An interview about the upcoming project at the NZ Festival – ‘No Man’s Land’
Danger – High Explosives!
With one of the strongest line-ups yet this year’s WOMAD festival, in New Plymouth, is set to be a stunner. With big names like De La Soul, Ladysmith Black Mambazo and John Grant on the bill it’s easy to forget that at the core of the festival is the opportunity to see are artists that you’re likely to never see ever again. And that’s always been the appeal of events like this. It’s a box of chocolates, Forest! One such band is Hazmat Modine, from New York who’s mechanized Oompa Loompa horns evoke jazzy New Orleans dive bars, Manouche cabarets and Delta bluesy barefoot Sunday-morning walks. Their concoctions are hot-peppered with this crazed whiskey-damaged Leon Redbone vocals from lead singer Wade Schuman and his ‘wall-of-sound’ harmonica explosions. It’s a musical gumbo that’s always on the heat, constantly changing.
Sitting on a park bench in Central Park, the band’s founder Schuman (lead vocals, harmonica) gave me a quick rundown on the band. “When I started the band back in the 1990’s, with (Randy Weinstein) I couldn’t help kinda sucking up New York in to it. Every guy that’s been in the band it will add their own spice to the stew. New Yorks is the ultimate mesh of cultures from German Ompa bands to Jewish and Russian and Asia influences so we just said come on it. American music is the ultimate American music and this town has it all.” The current line up Joseph Daley (tuba, Sousaphone), Pamela Fleming (trumpet, flugelhorn), Steve Elson (sax, duduk), Erik DellaPenna (guitar, banjo, vocals), Michael Gomez (guitar), William Bauch (drums), Rachelle Garniez (accordion, claviola) all add their own explosive maverick elements of blues, folk, world fusion and jazz. “I like to say that we draw from the rich soil of American music – from the 1920s, 30s, 50s and to the 60s. We throw in a bit of hokum jug band, Klezmer, New Orleans R&B, Jamaican rock steady. We’ve even got a Hawaiian guitar.” What really makes the band unique is that the band is fronted by two harmonicas which use call and response, harmony, melody and syncopated interweaving rhythms. “I use both chronometric and harmonic versions to get different sounds. It’s the original travelling instrument because it can fit in a waistcoat pocket and go nearly anywhere. Although you can play just regular, I like to emulate different sounds – Middle Eastern, Asian, African.” Every country has it’s own take on Harmonica playing. He tells me about a collection of Aussie harmonica tunes recorded in the 1920’s that’s he’s found – songs of swaggies and squatters. The style he says is a lot slower and more folky than the Mississippi blues he started out on.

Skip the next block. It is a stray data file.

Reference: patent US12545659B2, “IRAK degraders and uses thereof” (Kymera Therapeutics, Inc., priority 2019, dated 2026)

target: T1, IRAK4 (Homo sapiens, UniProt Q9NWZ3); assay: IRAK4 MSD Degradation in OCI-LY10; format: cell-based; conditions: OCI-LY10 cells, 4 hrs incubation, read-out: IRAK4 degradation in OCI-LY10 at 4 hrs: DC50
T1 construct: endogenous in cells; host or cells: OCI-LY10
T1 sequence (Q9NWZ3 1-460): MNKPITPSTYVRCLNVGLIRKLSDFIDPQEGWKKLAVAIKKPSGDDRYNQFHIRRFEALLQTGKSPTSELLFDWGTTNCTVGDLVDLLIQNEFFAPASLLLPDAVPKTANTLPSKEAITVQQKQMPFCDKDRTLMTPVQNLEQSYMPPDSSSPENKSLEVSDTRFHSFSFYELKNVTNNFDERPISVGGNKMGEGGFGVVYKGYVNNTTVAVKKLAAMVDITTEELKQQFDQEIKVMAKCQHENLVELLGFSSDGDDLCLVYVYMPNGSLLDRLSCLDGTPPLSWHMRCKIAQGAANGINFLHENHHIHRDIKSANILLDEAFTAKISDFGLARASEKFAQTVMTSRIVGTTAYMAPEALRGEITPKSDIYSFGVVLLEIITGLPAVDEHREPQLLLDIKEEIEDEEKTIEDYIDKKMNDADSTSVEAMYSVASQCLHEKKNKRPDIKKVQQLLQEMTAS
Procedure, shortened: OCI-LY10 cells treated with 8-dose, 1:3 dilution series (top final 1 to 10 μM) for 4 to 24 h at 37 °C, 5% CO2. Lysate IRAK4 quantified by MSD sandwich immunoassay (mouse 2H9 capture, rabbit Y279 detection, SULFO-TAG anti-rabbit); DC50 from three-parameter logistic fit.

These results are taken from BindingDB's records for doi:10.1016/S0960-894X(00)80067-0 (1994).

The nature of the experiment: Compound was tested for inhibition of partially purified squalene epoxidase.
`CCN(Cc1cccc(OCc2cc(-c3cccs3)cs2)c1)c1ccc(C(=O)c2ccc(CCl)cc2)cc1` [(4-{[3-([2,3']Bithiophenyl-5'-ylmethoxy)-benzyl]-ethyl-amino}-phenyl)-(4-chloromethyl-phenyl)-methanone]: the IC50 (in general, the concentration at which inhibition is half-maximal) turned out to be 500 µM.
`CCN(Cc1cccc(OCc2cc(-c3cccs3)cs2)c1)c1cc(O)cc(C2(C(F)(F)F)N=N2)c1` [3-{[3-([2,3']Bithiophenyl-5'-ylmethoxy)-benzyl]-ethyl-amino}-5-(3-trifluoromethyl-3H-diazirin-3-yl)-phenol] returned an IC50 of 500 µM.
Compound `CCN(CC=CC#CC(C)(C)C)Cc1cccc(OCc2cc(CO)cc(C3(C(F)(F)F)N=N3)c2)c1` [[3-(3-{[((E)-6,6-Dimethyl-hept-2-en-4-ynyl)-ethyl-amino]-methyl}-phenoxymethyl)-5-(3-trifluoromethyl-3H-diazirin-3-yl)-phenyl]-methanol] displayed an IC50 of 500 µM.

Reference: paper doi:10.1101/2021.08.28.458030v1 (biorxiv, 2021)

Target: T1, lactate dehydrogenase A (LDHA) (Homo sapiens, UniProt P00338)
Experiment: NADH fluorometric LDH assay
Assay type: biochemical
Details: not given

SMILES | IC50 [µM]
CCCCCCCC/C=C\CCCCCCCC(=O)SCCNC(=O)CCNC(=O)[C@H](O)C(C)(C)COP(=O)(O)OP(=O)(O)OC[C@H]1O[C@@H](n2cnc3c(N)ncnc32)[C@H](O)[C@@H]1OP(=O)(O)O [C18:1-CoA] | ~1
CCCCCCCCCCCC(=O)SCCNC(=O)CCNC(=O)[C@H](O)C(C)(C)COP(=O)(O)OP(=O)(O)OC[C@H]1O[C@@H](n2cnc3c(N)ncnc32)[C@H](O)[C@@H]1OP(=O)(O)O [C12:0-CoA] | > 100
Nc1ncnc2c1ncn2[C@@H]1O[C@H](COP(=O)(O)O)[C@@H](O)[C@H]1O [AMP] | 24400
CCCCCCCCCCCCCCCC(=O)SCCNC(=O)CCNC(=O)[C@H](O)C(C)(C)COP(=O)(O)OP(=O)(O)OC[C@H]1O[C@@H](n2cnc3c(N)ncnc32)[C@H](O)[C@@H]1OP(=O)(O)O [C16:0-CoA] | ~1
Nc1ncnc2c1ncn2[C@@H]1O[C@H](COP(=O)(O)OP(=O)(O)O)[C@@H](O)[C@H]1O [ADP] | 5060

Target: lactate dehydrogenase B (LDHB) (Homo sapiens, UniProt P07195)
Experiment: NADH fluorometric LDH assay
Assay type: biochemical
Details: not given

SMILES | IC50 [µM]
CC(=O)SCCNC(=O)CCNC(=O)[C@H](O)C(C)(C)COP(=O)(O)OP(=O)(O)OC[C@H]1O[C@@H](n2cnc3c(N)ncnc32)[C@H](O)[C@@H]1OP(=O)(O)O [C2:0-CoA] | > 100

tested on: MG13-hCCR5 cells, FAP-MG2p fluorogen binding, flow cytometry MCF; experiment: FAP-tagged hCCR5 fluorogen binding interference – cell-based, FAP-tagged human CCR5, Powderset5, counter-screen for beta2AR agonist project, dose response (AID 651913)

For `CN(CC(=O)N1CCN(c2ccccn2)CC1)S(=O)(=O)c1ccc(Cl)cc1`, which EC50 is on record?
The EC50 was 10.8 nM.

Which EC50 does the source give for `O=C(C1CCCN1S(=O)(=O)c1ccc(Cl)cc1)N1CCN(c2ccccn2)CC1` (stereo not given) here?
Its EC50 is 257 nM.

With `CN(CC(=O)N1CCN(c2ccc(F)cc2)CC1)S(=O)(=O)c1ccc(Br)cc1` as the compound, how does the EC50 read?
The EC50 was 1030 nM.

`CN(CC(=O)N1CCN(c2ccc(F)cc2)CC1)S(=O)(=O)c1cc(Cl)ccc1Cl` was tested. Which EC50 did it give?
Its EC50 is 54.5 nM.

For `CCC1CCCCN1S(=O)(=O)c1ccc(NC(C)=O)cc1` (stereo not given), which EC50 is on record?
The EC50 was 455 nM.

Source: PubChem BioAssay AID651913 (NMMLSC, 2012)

The band’s debut, Bahamut, was recorded over a five-year span, he tells me, because of constant changes in line up but it hit the spot, receiving solid support from stations like National Public Radio’s “All Songs Considered”. “We came up with the name – ‘Hazmat’ (Hazardous Materials, like the signs on those big gas takers) and ‘Modine’, which is a space heater company. I had one in the rehearsal loft, downtown. It kinda sounded retro, 1950’s. So being full of woodwind and brass we blow a lotta hot air!” By the third album Weinstein had left the band and Schuman’s friend songwriter, guitarist and vocalist Erik Della Penna had joined. Their sound had changed too, evolving to contain more vocal harmonies. There was a greater awareness and emphasis on early American song writing: Irving Berlin, Fats Waller, Doc Pomus, Hays & Porter. That can clearly be seen in last year’s release “Extra Deluxe Supreme”. Not unsurprising for a touring festival band, Hazmut has collaborated with many acts, across 40 countries. Schuman reckons they’ve performed over 250 concerts, mainly in Europe, since 2007, but he’s not entirely sure of the exact numbers. Yet despite the volume it’s the range and diversity that takes you aback. Working with the Mongolian Throat Singers of Tuva on “Everybody Loves You” was a definite highlight. “It was a real match, given I sound like a freight train and that had this beautiful chronometric drone.” Others include Kronos Quartet, Aussie’s Cat Empire Natalie Merchant and the Ganbe Brass Band from Benin. “We did this festival in Malaysia and I thought this was the most amazing group I’d seen. They were really surprising. So we went to Benin to make this song. Collaboration is always on the cards. Right at the end I ask what he’s most looking forward to in New Plymouth. “Blue skies and green bush,” he says, “Does anyone down there play blues differently?” A bit stumped on that, I venture “Well there’s the Maori strum, it’s a guitar style.” “Cool, if we like it we’ll get one in the band!”